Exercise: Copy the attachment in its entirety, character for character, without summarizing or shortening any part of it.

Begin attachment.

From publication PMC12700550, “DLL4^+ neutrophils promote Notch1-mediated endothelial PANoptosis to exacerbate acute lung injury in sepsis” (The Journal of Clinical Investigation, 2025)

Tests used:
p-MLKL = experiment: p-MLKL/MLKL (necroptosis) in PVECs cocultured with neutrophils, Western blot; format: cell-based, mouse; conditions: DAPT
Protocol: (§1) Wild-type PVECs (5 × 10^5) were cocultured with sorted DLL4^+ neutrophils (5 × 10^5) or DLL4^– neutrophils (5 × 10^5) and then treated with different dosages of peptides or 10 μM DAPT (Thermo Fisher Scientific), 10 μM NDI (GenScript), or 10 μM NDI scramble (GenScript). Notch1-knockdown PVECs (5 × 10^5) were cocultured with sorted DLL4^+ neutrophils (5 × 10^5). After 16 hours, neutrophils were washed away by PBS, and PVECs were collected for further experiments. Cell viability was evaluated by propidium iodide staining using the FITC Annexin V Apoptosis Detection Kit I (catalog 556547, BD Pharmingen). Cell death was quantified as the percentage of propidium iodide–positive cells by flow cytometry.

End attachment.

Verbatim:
From publication PMC12700550, “DLL4^+ neutrophils promote Notch1-mediated endothelial PANoptosis to exacerbate acute lung injury in sepsis” (The Journal of Clinical Investigation, 2025)

Tests used:
p-MLKL = experiment: p-MLKL/MLKL (necroptosis) in PVECs cocultured with neutrophils, Western blot; format: cell-based, mouse; conditions: DAPT
Protocol: (§1) Wild-type PVECs (5 × 10^5) were cocultured with sorted DLL4^+ neutrophils (5 × 10^5) or DLL4^– neutrophils (5 × 10^5) and then treated with different dosages of peptides or 10 μM DAPT (Thermo Fisher Scientific), 10 μM NDI (GenScript), or 10 μM NDI scramble (GenScript). Notch1-knockdown PVECs (5 × 10^5) were cocultured with sorted DLL4^+ neutrophils (5 × 10^5). After 16 hours, neutrophils were washed away by PBS, and PVECs were collected for further experiments. Cell viability was evaluated by propidium iodide staining using the FITC Annexin V Apoptosis Detection Kit I (catalog 556547, BD Pharmingen). Cell death was quantified as the percentage of propidium iodide–positive cells by flow cytometry.